S.J. Quinney College of Law Professor Amos Guiora’s ‘drone court’ proposal has received response from several international law experts:
A new chapter by Professors Amos Guiora and Jeffrey Brand–“Establishment of a Drone Court: A Necessary Restraint on Executive Power“–has been receiving a fair amount of media and blog attention. The chapter differs from some prior calls for a “drone court” in seeing the Foreign Intelligence Surveillance Court (FISC) not as a model, but rather as a lesson in what not to do–a “non-starter,” in the authors’ words. Nevertheless, the chapter argues, we need a special “Operational Security Court” (OSC) comprised of already sitting Article III district and circuit judges (selected through a far different process from FISC judges) to strike the right balance between the government’s need to protect operational (and national) security and the rights of those targeted for drone operations to contest their targeting (through security cleared lawyers) ex ante.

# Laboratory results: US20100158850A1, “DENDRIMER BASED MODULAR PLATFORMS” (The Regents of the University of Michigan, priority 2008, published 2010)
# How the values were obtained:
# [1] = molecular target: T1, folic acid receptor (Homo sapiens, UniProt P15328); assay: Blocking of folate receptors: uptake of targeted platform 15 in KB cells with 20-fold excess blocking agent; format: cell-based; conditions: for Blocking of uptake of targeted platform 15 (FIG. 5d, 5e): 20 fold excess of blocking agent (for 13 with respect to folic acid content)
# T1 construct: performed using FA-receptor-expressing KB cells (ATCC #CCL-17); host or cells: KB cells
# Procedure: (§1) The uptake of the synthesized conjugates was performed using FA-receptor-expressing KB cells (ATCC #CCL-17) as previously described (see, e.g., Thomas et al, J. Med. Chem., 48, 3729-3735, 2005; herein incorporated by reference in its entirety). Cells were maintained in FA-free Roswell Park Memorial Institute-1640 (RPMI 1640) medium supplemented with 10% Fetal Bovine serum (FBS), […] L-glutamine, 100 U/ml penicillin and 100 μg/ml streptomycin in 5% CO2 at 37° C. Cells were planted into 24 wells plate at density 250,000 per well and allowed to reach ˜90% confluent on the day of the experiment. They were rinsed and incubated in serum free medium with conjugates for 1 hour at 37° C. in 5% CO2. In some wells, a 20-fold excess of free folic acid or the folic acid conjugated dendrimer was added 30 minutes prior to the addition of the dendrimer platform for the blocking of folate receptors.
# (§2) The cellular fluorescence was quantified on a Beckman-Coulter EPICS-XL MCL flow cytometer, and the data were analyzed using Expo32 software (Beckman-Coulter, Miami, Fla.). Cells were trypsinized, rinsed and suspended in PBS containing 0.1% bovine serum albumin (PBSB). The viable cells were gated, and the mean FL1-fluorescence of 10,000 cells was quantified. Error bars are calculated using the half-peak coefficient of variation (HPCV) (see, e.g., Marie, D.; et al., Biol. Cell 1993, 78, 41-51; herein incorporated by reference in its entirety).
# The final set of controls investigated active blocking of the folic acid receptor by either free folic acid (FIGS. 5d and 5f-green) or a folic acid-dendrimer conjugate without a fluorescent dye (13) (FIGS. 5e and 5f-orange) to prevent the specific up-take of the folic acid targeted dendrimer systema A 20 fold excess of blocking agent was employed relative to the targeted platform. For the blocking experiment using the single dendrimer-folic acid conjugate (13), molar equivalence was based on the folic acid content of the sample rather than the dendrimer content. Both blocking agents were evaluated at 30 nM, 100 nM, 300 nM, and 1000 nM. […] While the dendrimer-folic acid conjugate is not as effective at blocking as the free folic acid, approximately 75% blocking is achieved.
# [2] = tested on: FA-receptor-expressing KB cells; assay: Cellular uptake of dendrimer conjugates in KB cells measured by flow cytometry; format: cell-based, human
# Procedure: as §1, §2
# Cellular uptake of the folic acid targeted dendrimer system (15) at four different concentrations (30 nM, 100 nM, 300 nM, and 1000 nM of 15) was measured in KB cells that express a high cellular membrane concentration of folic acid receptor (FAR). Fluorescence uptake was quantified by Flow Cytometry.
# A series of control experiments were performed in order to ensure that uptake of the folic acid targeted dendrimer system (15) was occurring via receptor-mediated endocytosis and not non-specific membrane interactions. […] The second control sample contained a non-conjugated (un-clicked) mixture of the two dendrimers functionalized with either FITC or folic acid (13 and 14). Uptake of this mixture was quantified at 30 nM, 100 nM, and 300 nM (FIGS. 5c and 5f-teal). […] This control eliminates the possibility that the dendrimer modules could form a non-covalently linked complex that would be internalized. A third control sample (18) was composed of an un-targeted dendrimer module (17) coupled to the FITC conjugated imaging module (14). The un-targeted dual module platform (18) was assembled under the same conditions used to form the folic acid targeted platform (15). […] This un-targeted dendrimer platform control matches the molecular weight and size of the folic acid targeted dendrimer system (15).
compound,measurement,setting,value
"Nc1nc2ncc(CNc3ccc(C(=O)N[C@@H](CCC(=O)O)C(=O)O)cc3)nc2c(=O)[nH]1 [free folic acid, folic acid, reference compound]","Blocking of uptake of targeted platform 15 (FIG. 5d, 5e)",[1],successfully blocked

University of Utah law professor Amos Guiora is pushing for another step before the U.S. government or military could decide to kill a terror suspect with a drone. In a proposal to be published in 2015, Guiora and a colleague are pushing for what they call a “drone court.” – Associated Press